Despite mountain of Chinese debt, Sri Lanka supplies US warship to balance ties with Beijing. China’s mounting clout due to the mountains of debt it has piled on Sri Lanka, the tiny island nation stood up to Beijing by supplying a U.S. Aircraft Carrier last week.
As part of what is being described as a “temporary cargo transfer initiative” that began on January 24, Sri Lanka provided supplies to the USS John C. Stennis (CVN 74). The gesture appears to be an attempt to balance Colombo’s ties with Beijing, as it moves full steam ahead with its Belt and Road Initiative (BRI), with Sri Lanka being the key linchpin in a network based on massive debt.
On January 23, the U.S. 7th Fleet published an article in which it described a cargo plane’s mission to obtain supplies from Bandaranaike International Airport near Colombo:
“A C-2A Greyhound carrier on board delivery aircraft from Fleet Logistics Support Squadron 30 (VRC-30) operated from Bandaranaike International Airport near Colombo. The C-2A received a variety of supplies transferred earlier in the week from a U.S. Navy C-40A Clipper logistics aircraft and then flown back to John C. Stennis.”
The supplies included spare parts, tools, personal mail, paper goods, and other items. Lt. Cmdr. Brett Learner described the exchange as the second time the Sri Lankan government had provided supplies for the ship and emphasised the strategic significance of the gesture: “The opportunity to conduct a temporary cargo transfer in Colombo for a second time provides a resource in a strategic location in the Indian Ocean that we can leverage while in the area.”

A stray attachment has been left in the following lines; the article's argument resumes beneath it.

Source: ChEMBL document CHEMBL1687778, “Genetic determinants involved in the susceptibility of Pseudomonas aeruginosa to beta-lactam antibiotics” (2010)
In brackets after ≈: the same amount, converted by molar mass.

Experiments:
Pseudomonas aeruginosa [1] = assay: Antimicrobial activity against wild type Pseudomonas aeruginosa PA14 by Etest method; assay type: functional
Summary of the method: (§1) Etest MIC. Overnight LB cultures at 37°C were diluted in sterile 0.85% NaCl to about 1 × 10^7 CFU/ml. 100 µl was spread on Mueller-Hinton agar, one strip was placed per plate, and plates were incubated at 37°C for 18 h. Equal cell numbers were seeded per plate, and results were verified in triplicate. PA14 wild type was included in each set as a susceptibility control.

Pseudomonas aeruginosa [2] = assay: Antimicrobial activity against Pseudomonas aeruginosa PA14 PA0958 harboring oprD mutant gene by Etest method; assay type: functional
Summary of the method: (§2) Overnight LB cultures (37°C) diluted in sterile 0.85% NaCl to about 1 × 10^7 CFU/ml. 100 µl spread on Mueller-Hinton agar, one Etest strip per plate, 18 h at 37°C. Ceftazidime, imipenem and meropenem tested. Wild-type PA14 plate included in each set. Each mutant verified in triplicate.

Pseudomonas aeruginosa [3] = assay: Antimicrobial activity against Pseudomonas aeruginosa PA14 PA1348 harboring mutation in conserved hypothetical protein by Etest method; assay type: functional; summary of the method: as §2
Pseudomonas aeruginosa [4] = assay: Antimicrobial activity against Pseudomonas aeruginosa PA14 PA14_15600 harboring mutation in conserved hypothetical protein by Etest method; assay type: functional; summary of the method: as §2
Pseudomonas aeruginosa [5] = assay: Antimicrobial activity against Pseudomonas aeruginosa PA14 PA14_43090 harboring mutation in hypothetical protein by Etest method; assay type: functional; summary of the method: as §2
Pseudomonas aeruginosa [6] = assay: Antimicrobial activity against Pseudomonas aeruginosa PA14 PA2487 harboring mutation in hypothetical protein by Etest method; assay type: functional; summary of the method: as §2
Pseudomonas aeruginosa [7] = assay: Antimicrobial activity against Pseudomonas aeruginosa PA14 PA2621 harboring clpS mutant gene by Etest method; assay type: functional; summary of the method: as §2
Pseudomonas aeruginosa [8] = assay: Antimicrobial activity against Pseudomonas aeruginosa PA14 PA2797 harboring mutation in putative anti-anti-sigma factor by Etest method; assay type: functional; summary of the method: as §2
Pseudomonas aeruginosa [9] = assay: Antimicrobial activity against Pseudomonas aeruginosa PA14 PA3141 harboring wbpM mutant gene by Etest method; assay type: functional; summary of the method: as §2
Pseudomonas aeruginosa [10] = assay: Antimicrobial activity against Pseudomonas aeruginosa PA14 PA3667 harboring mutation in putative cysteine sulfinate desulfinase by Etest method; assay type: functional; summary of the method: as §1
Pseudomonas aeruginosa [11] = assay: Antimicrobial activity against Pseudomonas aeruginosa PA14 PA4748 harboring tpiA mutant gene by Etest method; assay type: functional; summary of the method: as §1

The article indicated that, rather than merely kowtowing to Beijing’s one-sided BRI, it is seeking to position itself as a strategic hub in the Indo-Pacific for many nations. The article cited U.S. Ambassador Alaina B. Teplitz as saying, “Sri Lanka’s leaders have outlined their vision for the country’s regional engagement that reflects its location at the nexus of the Indo-Pacific and seizes the opportunities that this unique position presents.”
Teplitz also expressed the interest of the U.S. in working with Sri Lanka in providing more services and goods for U.S. military and commercial ships traversing the region as it seeks to counter Beijing’s BRI. “We are happy to support this vision through a range of mutually beneficial initiatives, such as contracting Sri Lankan services and goods to support U.S. military and commercial vessels that often transit the Indo-Pacific’s busy sea lanes,” said Teplitz.
After Sri Lanka racked up more than US$8 billion in dept to state controlled Chinese companies, the country formally handed over the Port of Hambantota to China for 99 years in 2017, alleviating only US$1.1 billion of the debt owed to Beijing. In January of this year, a Chinese state-owned company completed a US$1.4 billion land reclamation project near the country’s largest shipping hub, the Port of Colombo, in a move likely designed to secure a choke hold on the Port.